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Based on the findings, investigators suggest the evaluation of diastolic blood pressure be considered as a therapeutic measure in patients with glaucoma.
A new study investigating the association of baseline blood pressure measures with rates of change of the macular ganglion cell complex supports the consideration of diastolic blood pressure (DBP) as a therapeutic measure in patients with glaucoma.1
In 105 eyes with moderate to advanced glaucoma included in the study's final multivariable model, lower baseline DBP was associated with faster rates of ganglion cell complex (GCC) thinning and the association was greater at higher intraocular pressure (IOP) levels.
“Cardiovascular risk assessment and treatment of patients with glaucoma in conjunction with their internist may be indicated to optimize blood pressure in these patients,” investigators wrote.1
There are few data on the association of baseline blood pressure measurements with longitudinal changes in structure or function in patients with glaucoma. Investigators from the Stein Eye Institute at the University of California, Los Angeles aimed to determine the association of baseline blood pressure measures with longitudinal changes of macular GCC, using their recently developed Bayesian framework. Led by Kouros Nouri-Mahdavi, MD, investigators enrolled patients from the ongoing Advanced Glaucoma Progression Study at UCLA in the current cohort study.
Data collection for the cohort began in June 2012 and analyses are based on the data aggregated in June 2018. Inclusion criteria for the study were diagnosis of open-angle or angle-closure glaucoma and evidence of either central damage on 24-2 visual fields or visual field mean deviation worse than –6 dB. Study eyes underwent clinical examinations and macular optical coherence tomography (OCT) measurements approximately every 6 months.
Baseline characteristics of the 105 participants indicate the mean age was 66.9 years and 67 patients were female, while the 10-2 visual field mean deviation was –8.3 dB with a mean follow-up time was 3.6 years. The demographic makeup of the cohort was 15 African American (14.3%), 23 Asian (21.9%), 12 Hispanic (11.4%), and 55 White (52.4%) individuals based on patient self-report. At baseline, the mean DBP and systolic blood pressure (SBP) were 81.9 mm Hg and 136.2 mm Hg, respectively.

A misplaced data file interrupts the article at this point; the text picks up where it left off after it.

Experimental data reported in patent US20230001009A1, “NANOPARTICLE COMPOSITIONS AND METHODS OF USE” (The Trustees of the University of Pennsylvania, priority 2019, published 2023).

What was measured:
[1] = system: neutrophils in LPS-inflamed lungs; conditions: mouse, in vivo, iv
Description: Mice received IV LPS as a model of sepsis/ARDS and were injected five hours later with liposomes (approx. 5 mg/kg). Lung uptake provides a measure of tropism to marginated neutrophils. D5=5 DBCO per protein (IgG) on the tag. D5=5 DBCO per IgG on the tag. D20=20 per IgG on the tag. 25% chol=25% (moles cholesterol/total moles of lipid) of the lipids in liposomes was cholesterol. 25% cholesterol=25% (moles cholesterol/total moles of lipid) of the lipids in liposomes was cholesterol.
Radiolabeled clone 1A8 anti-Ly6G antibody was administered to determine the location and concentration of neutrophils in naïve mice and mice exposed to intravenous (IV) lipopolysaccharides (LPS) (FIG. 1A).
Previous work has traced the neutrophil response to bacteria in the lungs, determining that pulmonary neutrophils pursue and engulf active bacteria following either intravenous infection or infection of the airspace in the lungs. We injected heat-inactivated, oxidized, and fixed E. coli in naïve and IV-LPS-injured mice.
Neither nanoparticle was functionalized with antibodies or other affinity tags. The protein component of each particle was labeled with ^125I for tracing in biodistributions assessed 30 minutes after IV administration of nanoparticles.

In the multivariable model, the interaction IOP x DBP had a significant association with the rate of GCC thinning; eyes with higher DBP, lower IOP, or both had similar negative slopes. Based on the model, data show female sex, history of taking blood pressure medications, higher IOP, thicker central corneal thickness, shorter axial length, higher contrast sensitivity at 12 cycles per degree, and higher baseline 10-2 visual field mean deviation were associated with faster ganglion cell complex thinning.
The analysis suggests that lower DBP was associated with faster rates of ganglion cell complex thinning at higher IOP. The eyes of participants with low DBP and high IOP had faster GCC slopes ranging from -0.8 μm/y (IOP, 20 mm Hg; DBP, 60 mm Hg) to −0.4 μm/y (IOP, 15 mm Hg; DBP, 80 mm Hg). At an IOP of 8 mmHg to 16 mmHg, every 10 mmHg decrease in DBP was associated with a slower rate of GCC thinning (0.111 μm/y; faster, –0.130 μm/y).
Based on these findings, investigators suggest the importance of avoiding low DBP for slowing the course of glaucoma progression.
“As a lower DBP, but not SBP, was found to be a factor associated with progressive HCC thinning in our study, avoiding low DBP may be considered as a safe therapeutic approach for slowing the course of glaucoma progression," they wrote.1
1. Mohammadzadeh V, Su E, Mohammadi M, et al. Association of Blood Pressure With Rates of Macular Ganglion Cell Complex Thinning in Patients With Glaucoma. JAMA Ophthalmol. Published online February 09, 2023. doi:10.1001/jamaophthalmol.2022.6092